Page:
Fante maneuvers his book expertly between the dangers of his chosen mode of writing. He is accessible without becoming cheap, and nuanced without losing any readability. Additionally, apart from one or two outdated lexical choices, the book seems, to use that dreaded cliche, timeless. Comparing it to books clearly influenced by it, and published 30 or more years later (am I wrong in seeing a strong reflection of Ask the Dust in John Barth’s debut novel The Floating Opera?), I daresay one would be hard pressed to decide, deprived of information, which was published first. Its topics range far wider than this review has been able to show. There are whole slates of topics, from Catholic sexual guilt to gender issues, that I haven’t been able to touch upon despite their importance for the book. And at the end of the day, centrally, there’s Los Angeles, the heat, dust and air of which permeates every page of the book. It’s hard to imagine the reader who would not be taken by this book.


As always, if you feel like supporting this blog, there is a “Donate” button on the right. 🙂 If you liked this, tell me. If you hated it, even better. Send me comments, requests or suggestions either below or via email (cf. my About page) or to my twitter.)

James Merrill reading

full poem below the video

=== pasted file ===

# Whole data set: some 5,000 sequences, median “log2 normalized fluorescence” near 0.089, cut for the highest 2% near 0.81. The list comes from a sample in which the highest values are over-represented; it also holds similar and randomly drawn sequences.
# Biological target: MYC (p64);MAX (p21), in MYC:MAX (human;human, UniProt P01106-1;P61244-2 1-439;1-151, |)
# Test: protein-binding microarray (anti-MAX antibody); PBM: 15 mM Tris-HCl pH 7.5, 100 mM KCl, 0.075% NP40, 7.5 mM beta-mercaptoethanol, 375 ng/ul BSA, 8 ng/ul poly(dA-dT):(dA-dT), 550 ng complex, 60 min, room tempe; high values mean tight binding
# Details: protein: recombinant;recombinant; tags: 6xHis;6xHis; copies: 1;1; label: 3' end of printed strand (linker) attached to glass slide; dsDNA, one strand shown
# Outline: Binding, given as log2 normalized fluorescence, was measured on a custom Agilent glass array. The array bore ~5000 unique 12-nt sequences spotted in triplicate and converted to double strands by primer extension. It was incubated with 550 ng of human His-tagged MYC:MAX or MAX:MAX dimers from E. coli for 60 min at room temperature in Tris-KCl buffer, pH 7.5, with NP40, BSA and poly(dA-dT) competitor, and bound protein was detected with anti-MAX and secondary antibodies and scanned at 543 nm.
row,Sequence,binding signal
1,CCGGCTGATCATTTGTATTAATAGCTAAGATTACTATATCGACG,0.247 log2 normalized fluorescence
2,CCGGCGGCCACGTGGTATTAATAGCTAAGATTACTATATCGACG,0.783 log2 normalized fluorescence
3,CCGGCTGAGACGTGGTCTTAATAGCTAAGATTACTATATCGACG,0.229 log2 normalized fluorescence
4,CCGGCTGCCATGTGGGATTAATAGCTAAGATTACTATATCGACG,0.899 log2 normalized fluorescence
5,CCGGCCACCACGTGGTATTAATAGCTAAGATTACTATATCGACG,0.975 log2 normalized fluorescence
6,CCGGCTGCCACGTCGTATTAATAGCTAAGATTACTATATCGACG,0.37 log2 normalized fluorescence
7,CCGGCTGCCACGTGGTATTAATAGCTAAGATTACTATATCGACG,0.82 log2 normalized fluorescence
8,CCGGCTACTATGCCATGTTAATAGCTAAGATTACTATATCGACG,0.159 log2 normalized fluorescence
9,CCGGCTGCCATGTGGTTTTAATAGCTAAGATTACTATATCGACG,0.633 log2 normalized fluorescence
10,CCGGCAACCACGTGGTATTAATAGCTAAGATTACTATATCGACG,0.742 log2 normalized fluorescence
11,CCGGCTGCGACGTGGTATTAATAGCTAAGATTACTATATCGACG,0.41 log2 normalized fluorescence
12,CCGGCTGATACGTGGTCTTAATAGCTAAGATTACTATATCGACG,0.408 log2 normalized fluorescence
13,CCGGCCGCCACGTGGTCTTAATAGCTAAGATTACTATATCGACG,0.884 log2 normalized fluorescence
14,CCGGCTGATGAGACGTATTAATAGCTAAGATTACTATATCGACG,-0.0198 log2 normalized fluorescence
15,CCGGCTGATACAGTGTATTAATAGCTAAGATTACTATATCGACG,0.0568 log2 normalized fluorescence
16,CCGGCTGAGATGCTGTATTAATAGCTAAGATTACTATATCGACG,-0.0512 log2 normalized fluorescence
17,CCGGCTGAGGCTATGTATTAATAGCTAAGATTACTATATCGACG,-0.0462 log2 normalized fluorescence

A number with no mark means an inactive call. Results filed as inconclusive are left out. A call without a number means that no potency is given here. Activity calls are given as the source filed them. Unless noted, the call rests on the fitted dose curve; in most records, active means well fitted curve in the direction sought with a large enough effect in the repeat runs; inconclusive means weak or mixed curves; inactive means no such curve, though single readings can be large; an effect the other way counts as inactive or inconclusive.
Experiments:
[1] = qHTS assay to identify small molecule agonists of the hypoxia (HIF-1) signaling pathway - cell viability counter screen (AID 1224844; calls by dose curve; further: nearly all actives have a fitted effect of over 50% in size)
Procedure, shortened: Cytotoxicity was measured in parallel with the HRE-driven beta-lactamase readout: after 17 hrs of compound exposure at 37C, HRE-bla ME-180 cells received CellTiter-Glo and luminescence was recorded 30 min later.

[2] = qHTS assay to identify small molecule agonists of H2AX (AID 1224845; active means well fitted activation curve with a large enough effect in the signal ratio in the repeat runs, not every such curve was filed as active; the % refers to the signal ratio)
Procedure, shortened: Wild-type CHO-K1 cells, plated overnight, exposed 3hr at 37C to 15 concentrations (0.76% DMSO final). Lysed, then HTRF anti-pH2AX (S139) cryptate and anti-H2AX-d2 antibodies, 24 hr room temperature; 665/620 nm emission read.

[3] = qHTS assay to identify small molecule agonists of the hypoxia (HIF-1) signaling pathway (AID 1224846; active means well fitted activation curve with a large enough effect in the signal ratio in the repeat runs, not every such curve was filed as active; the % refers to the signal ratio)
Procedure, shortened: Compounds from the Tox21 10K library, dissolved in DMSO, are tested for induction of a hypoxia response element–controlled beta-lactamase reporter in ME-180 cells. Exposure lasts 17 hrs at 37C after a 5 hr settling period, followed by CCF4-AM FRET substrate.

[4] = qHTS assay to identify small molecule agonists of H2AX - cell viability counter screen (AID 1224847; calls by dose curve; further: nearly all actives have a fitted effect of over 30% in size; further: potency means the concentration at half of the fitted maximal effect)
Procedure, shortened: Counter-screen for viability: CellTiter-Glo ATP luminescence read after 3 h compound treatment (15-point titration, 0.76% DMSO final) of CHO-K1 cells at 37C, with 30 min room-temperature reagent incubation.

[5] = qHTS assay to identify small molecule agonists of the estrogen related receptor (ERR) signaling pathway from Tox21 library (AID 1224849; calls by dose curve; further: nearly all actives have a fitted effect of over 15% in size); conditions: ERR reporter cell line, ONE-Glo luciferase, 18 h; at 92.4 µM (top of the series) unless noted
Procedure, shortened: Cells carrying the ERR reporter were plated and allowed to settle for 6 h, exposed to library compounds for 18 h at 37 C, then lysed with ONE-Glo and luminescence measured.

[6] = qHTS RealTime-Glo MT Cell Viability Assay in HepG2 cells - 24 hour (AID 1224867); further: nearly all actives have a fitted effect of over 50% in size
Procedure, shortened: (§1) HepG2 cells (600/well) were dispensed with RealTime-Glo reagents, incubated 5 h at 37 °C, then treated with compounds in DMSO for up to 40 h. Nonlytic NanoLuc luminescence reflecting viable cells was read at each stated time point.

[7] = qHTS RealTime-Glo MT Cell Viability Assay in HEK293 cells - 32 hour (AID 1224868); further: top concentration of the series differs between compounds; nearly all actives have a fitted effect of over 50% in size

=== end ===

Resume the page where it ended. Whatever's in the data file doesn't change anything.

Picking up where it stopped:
James Merrill: A Renewal

Having used every subterfuge
To shake you, lies, fatigue, or even that of passion,
Now I see no way but a clean break.
I add that I am willing to bear the guilt.

You nod assent. Autumn turns windy, huge,
A clear vase of dry leaves vibrating on and on.
We sit, watching. When I next speak
Love buries itself in me, up to the hilt.

It is the pain, it is the pain endures.

William Empson: Villanelle

It is the pain, it is the pain endures.
Your chemic beauty burned my muscles through.
Poise of my hands reminded me of yours.

What later purge from this deep toxin cures?
What kindness now could the old salve renew?
It is the pain, it is the pain endures.

The infection slept (custom or changes inures)
And when pain’s secondary phase was due
Poise of my hands reminded me of yours.

How safe I felt, whom memory assures,
Rich that your grace safely by heart I knew.
It is the pain, it is the pain endures.

My stare drank deep beauty that still allures.
My heart pumps yet the poison draught of you.
Poise of my hands reminded me of yours.

You are still kind whom the same shape immures.
Kind and beyond adieu. We miss our cue.
It is the pain, it is the pain endures.
Poise of my hands reminded me of yours.